PORT-AU-PRINCE, Haiti -- Haiti hosted the fifth summit of the Association of Caribbean States (ACS) this week in Port-au-Prince and the event proved to be a show of support for President Michel Martelly and Prime Minister Laurent Lamothe, who have long noted that this Caribbean country is indeed headed in the right direction.
By week's end nearly 20 heads of state or government had come and gone without incident, after signing the summit's final declaration. At the closing ceremony, it became clear that the Martelly/Lamothe government was also assuming a leadership role in Caribbean affairs and was quickly inserting Haiti into the most important hemispheric discussions
The ACS is a multilateral organization that groups nations of the broader Caribbean Basin including Colombia, Cuba, Venezuela, Mexico and most of Central America. Attending the ACS's Fifth Summit were President Enrique Pena Nieto of Mexico and Juan Manuel Santos of Colombia, who extolled wide praise on the government of Haiti's ability to bring together such a wide group and for moving the country in a decidedly positive direction. Also in attendance as an observer was President Sebastian Pinera of Chile, among others.
During the event, Haiti showed off its new hotel infrastructure in Port-au-Prince, as hundreds of summit delegates and journalists covering the event were able to stay in comfortable first class accommodations. Until very recently, obtaining a hotel room in Port-au-Prince was difficult owing to the collapse of existing infrastructure during the 2010 earthquake and the lack of investment in new tourism infrastructure during the last three decades.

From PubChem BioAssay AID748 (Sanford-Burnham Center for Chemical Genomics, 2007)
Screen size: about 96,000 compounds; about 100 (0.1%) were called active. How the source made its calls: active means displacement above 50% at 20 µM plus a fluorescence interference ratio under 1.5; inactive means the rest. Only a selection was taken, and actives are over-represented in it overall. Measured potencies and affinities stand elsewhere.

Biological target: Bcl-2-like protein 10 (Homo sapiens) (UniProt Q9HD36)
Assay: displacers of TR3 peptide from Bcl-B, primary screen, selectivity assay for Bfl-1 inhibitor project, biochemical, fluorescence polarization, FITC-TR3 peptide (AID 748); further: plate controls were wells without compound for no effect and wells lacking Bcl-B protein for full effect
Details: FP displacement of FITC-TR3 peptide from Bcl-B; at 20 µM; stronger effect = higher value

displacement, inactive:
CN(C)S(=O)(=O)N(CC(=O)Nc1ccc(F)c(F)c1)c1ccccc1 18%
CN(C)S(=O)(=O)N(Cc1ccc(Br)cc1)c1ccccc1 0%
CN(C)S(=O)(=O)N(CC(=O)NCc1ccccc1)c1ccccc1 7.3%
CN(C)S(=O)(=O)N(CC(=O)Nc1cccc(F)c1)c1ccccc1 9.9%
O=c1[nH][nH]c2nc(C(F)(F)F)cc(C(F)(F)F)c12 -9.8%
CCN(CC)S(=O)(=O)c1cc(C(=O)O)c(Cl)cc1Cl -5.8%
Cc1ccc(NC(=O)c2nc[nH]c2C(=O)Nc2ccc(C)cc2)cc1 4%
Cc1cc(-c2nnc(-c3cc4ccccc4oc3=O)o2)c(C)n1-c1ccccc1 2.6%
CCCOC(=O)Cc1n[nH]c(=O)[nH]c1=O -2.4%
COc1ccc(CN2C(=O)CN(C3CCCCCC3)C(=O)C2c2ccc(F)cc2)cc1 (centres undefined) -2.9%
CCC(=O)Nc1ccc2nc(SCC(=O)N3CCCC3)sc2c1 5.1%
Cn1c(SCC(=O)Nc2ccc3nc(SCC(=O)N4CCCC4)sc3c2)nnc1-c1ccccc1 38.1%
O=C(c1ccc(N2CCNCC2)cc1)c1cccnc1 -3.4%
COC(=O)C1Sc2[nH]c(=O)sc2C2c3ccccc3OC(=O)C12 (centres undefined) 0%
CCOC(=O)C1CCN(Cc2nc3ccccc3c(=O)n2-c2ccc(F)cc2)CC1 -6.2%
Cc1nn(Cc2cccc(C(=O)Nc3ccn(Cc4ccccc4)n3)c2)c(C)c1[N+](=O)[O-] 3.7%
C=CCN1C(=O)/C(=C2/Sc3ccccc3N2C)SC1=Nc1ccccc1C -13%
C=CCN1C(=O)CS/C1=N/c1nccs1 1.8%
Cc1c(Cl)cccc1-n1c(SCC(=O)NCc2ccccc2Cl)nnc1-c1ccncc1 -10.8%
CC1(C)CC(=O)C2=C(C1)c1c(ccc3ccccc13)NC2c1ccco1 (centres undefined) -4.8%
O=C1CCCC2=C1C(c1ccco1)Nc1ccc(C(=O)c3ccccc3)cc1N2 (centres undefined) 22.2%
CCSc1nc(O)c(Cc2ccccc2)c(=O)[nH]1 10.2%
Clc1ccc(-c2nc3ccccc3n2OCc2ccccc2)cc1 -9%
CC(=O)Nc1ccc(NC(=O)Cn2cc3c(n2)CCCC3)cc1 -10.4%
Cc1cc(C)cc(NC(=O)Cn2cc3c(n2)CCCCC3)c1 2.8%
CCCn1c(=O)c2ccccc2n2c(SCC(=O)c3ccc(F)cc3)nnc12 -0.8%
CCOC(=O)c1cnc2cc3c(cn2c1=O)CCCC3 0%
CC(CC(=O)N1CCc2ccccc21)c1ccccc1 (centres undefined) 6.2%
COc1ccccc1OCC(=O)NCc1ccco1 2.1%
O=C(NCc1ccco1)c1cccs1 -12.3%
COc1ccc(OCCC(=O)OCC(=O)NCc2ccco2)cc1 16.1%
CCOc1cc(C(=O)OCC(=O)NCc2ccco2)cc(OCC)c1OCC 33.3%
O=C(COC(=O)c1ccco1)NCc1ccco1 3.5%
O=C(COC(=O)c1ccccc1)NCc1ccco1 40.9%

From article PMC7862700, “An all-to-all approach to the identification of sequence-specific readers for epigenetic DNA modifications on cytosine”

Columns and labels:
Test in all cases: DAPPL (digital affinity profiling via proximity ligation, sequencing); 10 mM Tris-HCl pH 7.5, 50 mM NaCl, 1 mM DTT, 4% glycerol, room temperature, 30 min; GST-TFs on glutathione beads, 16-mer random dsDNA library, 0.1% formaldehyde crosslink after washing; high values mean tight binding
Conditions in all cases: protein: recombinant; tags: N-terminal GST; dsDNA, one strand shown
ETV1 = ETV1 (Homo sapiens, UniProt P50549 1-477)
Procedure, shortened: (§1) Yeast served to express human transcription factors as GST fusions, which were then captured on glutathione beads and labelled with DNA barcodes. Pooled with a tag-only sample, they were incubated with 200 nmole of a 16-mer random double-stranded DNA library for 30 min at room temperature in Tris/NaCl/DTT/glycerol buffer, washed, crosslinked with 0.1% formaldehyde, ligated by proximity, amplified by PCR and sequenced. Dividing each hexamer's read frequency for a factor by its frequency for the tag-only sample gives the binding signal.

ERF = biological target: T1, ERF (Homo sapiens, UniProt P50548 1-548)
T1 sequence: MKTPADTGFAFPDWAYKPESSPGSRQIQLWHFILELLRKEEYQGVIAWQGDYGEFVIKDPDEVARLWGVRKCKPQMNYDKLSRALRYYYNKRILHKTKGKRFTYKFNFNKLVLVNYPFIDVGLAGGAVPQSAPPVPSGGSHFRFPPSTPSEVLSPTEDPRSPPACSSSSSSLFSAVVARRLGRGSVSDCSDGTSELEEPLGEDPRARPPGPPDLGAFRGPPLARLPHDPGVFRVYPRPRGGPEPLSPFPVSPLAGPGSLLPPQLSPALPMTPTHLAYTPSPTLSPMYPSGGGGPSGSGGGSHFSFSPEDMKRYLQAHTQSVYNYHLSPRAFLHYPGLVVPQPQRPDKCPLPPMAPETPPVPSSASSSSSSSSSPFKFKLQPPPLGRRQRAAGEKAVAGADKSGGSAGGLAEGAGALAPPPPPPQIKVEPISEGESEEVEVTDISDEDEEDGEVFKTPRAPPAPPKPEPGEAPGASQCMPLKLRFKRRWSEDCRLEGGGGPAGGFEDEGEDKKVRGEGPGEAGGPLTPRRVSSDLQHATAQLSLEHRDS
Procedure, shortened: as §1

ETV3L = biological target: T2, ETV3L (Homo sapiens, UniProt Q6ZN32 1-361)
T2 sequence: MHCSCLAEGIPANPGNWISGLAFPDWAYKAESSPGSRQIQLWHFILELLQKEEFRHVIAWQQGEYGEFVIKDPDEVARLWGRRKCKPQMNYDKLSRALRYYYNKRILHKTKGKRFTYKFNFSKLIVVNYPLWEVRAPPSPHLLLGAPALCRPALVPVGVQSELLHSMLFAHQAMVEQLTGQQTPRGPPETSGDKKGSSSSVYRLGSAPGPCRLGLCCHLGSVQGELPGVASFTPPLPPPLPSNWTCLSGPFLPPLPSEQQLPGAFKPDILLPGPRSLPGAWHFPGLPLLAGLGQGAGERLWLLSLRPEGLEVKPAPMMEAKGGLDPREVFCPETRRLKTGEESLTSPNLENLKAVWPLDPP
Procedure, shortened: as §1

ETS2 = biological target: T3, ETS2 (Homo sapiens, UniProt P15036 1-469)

In hosting the summit, Haiti also showed that it is a safe destination. Indeed hosting so many heads of government is a major security challenge. Apart from the usual traffic jams generated by the movement of such important people, no major security concerns were evident around Port-au-Prince and the visiting presidents and prime ministers got in and out of town without problem.
The most positive outcome for Haiti was the leadership role it has assumed in Caribbean affairs. The ACS meeting – and the presence of so many heads of state -- is a huge boost for a country that has been absent in regional and broader hemispheric affairs for the better part of its history.
The success of the meeting, coupled with its chairmanship of the Caribbean Community (CARICOM) -- the other major regional organization -- has provided Haiti with an extraordinary platform to showcase its achievements and to become a leading actor in Caribbean affairs.
Going into the last weekend of April, the Martelly/Lamothe government's slogan that Haiti is moving forward was slowly becoming a reality.